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Till sad the breaking of that Parlament
Broke him, as that dishonest victory
At Chæronea, fatal to liberty, Kill'd with report that old man eloquent. Though later born than to have known the days Wherein
father florish’d, yet by you, Madam, methinks I see him living yet ; So well your words his noble virtues praise,
That all both judge you to relate them truc, And to possess them, honor'd Margaret.
XI. On the detraction which followed upon my
writing certain treatises. A
BOOK was writ of late call'd Tetrachordon, And woven close, both matter, form and stile;
The subject new; it walk'd the Town a while. Numb'ring good intellects; now seldom por’d on. Cries the stall-reader, Bless us ! what a word on
A title page is this ! and some in file Stand spelling false, while one might walk to MileEnd Green. Why is it harder Sirs than Gordon,
Colkitto, or Macdonnel, or Galasp? Those rugged names to our like mouths grow sleek,
That would have made Quintilian stare and gasp. Thy age, like ours, O Soul of Sir John Cheek,
Hated not learning worse than toad or asp, When thou tau t'st Cambridge, and King Edward
XII. On the same.
Did but prompt the age to quit their clogs
When strait a barbarous noise environs me
Rail'd at Latona's twin-born progeny,
Which after held the sun and moon in fee. But this is got by casting pearl to hogs; That bawl for freedorh in their senseless mood, And still revolt when Truth would set them free. Licence they mean when they cry Liberty;
For who loves that, must first be wise and good; But from that mark how far they rove we see
For all this waste of wealth, and loss of blood.
XIII. To Mr. H. Lawes on his Airs.
HARRY, whose tuneful and well-measurd song
First taught our English music how to span
Words with just note and accent, not to scan With Midas' ears, committing short and long; Thy worth and skill exempt's thee from the throng,
With praise enough for Envy to look wan ;
To after age thou shalt be writ the man That with smooth air could'st humour best out tongue.
[wing Thou honor'st verse, and verse must lend her To honor thee, the priest of Phoebus' quire,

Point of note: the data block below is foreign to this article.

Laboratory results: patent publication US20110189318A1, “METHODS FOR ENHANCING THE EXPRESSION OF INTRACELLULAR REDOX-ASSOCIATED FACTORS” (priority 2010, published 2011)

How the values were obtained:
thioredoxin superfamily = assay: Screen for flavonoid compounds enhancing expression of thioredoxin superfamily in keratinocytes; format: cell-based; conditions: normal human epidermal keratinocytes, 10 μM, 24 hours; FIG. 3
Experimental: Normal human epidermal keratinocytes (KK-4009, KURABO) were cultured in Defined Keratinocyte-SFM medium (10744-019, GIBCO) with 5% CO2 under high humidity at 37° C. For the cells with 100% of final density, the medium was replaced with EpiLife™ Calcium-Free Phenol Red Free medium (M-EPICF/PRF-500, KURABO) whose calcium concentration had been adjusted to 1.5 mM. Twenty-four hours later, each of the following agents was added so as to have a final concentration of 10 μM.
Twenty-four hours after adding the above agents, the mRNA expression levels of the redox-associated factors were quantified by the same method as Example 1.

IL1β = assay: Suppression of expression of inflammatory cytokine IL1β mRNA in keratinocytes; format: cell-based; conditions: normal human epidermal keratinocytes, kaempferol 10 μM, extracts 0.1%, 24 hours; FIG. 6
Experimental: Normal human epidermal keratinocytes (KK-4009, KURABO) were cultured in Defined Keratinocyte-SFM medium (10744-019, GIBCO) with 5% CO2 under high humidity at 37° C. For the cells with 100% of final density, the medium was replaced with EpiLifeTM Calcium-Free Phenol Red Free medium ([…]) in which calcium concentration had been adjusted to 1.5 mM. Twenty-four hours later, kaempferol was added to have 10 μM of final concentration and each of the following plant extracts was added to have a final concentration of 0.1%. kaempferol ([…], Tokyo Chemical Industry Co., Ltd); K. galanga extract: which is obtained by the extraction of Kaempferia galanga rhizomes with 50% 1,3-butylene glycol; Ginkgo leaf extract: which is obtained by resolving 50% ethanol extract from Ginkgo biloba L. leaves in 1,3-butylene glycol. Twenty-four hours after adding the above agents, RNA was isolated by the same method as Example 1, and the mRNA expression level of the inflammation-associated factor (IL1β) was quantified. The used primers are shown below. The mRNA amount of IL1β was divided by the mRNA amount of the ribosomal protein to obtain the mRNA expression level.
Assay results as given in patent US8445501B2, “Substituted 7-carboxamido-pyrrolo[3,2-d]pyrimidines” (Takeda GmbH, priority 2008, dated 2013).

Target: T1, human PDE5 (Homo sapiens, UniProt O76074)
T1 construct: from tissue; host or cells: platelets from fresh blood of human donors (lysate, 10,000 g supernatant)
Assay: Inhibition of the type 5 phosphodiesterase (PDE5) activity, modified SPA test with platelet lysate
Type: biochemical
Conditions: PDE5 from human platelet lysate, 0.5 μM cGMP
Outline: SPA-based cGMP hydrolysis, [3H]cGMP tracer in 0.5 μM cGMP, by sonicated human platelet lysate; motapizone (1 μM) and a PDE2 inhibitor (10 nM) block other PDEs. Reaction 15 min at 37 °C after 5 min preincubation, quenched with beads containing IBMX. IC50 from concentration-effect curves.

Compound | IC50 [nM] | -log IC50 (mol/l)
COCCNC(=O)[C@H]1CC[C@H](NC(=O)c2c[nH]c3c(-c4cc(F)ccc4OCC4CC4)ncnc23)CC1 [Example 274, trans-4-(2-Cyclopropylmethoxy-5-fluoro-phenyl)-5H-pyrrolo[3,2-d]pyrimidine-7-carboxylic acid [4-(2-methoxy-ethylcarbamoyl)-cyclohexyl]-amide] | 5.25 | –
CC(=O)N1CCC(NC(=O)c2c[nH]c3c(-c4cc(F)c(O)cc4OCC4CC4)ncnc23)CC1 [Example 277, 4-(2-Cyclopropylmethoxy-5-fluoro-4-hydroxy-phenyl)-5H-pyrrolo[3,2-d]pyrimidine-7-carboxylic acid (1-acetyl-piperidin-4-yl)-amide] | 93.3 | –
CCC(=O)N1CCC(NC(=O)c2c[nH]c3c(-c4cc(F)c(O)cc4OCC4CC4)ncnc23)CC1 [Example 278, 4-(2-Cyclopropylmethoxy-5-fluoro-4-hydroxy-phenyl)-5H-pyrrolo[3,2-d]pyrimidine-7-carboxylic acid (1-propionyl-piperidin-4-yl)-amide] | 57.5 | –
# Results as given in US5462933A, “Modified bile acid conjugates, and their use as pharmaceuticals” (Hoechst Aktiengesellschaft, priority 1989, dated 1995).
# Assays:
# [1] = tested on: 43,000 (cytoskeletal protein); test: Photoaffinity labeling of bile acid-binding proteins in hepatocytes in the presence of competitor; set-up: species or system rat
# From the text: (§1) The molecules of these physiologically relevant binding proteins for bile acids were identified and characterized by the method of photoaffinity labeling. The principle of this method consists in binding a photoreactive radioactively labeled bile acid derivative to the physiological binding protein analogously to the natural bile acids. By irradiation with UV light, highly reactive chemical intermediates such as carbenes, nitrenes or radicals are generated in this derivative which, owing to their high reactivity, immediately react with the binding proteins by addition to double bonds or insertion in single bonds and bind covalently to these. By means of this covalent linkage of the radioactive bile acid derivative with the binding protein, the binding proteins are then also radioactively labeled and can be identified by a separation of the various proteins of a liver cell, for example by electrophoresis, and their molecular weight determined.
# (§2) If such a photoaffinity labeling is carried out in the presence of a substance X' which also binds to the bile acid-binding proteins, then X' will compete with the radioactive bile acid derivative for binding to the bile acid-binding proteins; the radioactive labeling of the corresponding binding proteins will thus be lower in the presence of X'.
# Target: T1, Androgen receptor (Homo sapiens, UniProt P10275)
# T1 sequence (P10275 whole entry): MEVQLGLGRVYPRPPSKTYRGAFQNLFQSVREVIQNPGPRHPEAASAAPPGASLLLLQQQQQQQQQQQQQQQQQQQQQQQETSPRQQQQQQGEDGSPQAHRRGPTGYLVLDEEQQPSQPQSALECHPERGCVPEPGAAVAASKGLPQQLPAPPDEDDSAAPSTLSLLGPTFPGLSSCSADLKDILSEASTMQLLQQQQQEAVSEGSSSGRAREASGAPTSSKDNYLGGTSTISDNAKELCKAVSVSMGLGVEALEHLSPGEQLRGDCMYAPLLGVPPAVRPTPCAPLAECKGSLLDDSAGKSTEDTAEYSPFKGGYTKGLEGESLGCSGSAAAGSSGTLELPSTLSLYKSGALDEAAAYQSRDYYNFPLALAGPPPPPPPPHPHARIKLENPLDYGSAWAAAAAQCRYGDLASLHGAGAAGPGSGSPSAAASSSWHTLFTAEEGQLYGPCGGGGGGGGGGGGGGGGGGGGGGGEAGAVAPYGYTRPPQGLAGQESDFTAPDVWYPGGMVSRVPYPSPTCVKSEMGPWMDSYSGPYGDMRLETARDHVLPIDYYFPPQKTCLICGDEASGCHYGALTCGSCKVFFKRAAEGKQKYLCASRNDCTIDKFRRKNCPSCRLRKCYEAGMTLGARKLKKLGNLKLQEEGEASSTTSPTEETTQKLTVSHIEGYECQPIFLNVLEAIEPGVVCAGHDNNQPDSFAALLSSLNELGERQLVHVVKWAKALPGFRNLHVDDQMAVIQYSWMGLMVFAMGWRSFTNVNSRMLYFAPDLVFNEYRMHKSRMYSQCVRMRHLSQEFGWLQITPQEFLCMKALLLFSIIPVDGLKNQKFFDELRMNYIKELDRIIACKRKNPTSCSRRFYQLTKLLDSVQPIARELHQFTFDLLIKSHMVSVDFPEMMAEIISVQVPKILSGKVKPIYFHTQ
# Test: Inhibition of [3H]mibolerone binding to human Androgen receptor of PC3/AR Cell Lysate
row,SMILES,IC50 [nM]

That tun'st their happiest lines in hymn or story."
Dante shall give Fame leave to set thee higher
Than his Casella, whom he woo'd to sing Met in the milder shades of Purgatory,
XIV. On the religious memory of Mrs. Catharine Thomson, myChristian friend, deceas'd 16 Dec. 1646. When faith and love, which parted from thee never
Had ripend thy just soul to dwell with God,
Meekly thou didst resign this earthly load Of death, call'd life; which us from life doth sevet. Thy worksand alms and all thy good endevor
Stay'd not behind, nor in the grave were trod,
But as Faith pointed with her golden rod, Follow'd thee up to joy and bliss for ever,
Love led them on, and Faith who knew them best Thy hand-maids, clad them o'er with purple beams
and azure wings, that up they flew so drest And spake the truth of thee on glorious themes
Before the Judge, who thenceforth bid thee rest And drink thy fill of pure immortal streams.
XV, To the Lord General Fairfax FAIRFAX, whose name in arms through Europe
rings, Filling each mouth with envy or with praise,
And all her jealous monarchs with amaze And rumors loud, that daunt remotest kings,
Thy firm unshaken virtue ever brings
Victory home, though new rebellions raise
Their Hydra heads, and the false North displays Her broken league to imp their serpent wings.
O yet a nobler task awaits thy hand, (For what can war, but endless war still breed?) Til truth and right from violence be freed,
And public faith clear'd from the shameful brand Of public fraud. In vain doth Valor bieed,
While Avarice and Rapine share the land.
XVI. To the Lord General Cromwell.
Cromwell, our chief of men, who through a
Guided by faith and matchless fortitude,
Hast rear'd God's trophies, and his work pursued, While Darwen stream with blood of Scots im
brued, And Dunbar field resounds thy praises loud, And Worcester's laureat wreath. Yet much remains
To conquer still; Peace hath her victories
No less renown'd than War: new foes arise Threatning to bind our souls with secular chains:
Help us to save free conscience from the paw Of hireling wolves, whose gospel is their maw.
XVII. To Sir Henry Vane the younger. Vane, young in years, but in sage counsel old,
Than whom a better senator ne'er held (pellid
The helm of Rome, when gowns not arms reThe fierce Epirot and the African bold, Whether to settle peace, or to unfold
The drift of hollow states hard to be spellid
Then to advise how War may best upheld Move by her two main nerves, iron and gold,
In all her equipage: besides to know Both spiritual power and civil, what each means, What severs each, thou' hast learn'd, which few
have done : The bounds of either sword to thee we owe: Therefore on thy firm hand Religion leans In peace, and reckons thee her eldest son.
XVIII. On the late Massacre in Piemont.
AVENGE, O Lord, thy slaughter'd saints, whose
Ev'n them who kept thy truth so pure of old, When all our fathers worshipt stocks and stones, Forget not; in thy book record their groans
Who were thy sheep, and in their ancient fold
Slain by the bloody Piemontese chat rollid Mother with fant down the rocks. Their moans
The vales redoubled to the hills, and they